Donald Trump's Staff Warned Him Not To Meet Russia's Vladimir Putin At G20: Report

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Seated with U.S. National Security Adviser H.R. McMaster (R), U.S. President Donald Trump speaks during a meeting with service members at the White House in Washington, D.C., on July 18. REUTERS/Kevin Lamarque

The now infamous Group of 20 sit-down between U.S President Donald Trump and Russian President Vladimir Putin never should have happened, National Security Adviser H.R. McMaster and other national security aides told Trump prior to the meeting, the Associated Press reported Thursday.

The report, citing two U.S. officials and three high-ranking foreign officials, claims national security and foreign policy advisers are concerned about Trump's actions in currying favor with Russia and Putin, especially after the president spoke with Putin for roughly another hour while at a dinner at the G20 without any aides involved.

The meeting reportedly represents a chasm between Trump and his national security and foreign advisers when it comes to handling Russia.

McMaster, who was brought in after predecessor Michael Flynn was forced to resign after failing to disclose the nature of his meetings with Russia's ambassador to the U.S. to Vice President Mike Pence, specifically advised the president that Putin is not trustworthy. He also reportedly was against Trump meeting with Russian diplomats in the Oval Office in May.

Furthermore, McMaster did not want Trump to hold a bilateral meeting with Putin at the G20 in Hamburg, Germany, earlier this month, the AP reported.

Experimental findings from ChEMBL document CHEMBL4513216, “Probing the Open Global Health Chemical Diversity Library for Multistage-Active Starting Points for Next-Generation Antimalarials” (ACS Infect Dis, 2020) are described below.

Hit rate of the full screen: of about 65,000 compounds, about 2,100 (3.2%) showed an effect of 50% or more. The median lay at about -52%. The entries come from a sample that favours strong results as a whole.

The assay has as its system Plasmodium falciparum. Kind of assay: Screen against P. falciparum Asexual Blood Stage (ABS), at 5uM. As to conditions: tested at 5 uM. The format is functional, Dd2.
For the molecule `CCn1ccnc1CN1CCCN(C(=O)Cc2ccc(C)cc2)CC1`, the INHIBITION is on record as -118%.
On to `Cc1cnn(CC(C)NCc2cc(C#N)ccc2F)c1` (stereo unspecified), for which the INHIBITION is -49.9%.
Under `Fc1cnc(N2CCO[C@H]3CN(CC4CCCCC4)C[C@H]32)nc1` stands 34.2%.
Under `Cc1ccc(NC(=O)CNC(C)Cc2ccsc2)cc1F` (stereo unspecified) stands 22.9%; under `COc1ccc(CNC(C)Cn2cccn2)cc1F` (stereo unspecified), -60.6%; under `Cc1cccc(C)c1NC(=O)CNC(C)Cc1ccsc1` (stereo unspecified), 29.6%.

McMaster didn't attend the meeting, which is described as a break in normal protocol. Only Trump, Putin, Secretary of State Rex Tillerson, Russian Foreign Minister Sergey Lavrov and two translators were present during the two-and-a-quarter-hour summit. Trump claimed he directly confronted Putin, in two different ways, about Russia's meddling in last year's election and that Putin had staunchly denied the accusations.

McMaster's reported displeasure with the Oval Office meeting in May could be of great concern, considering he went on camera to defend the president after reports surfaced about the meeting's content. Trump reportedly revealed classified information to Lavrov and Sergey Kislyak, the very ambassador that Flynn met with, pertaining to an Islamic State militant group plot involving explosives placed in laptops for use on aircraft, according to The Washington Post.

Trump also told the Russians that firing "nut job" former FBI Director James Comey, one day before the May meeting, had relieved pressure on him because of the investigation into whether the Trump campaign had colluded with Russia to win the election, according to The New York Times.

McMaster went on to publicly defend the president by stating it was "wholly appropriate" for Trump to share the ISIS intelligence with Russia.

"In the context of that discussion, what the president discussed with the foreign minister was wholly appropriate to that conversation and is consistent with the routine sharing of information between the president and any leaders with whom he's engaged," McMaster said during a May 16 press briefing. "It is wholly appropriate for the president to share whatever information he thinks is necessary to advance the security of the American people. That's what he did."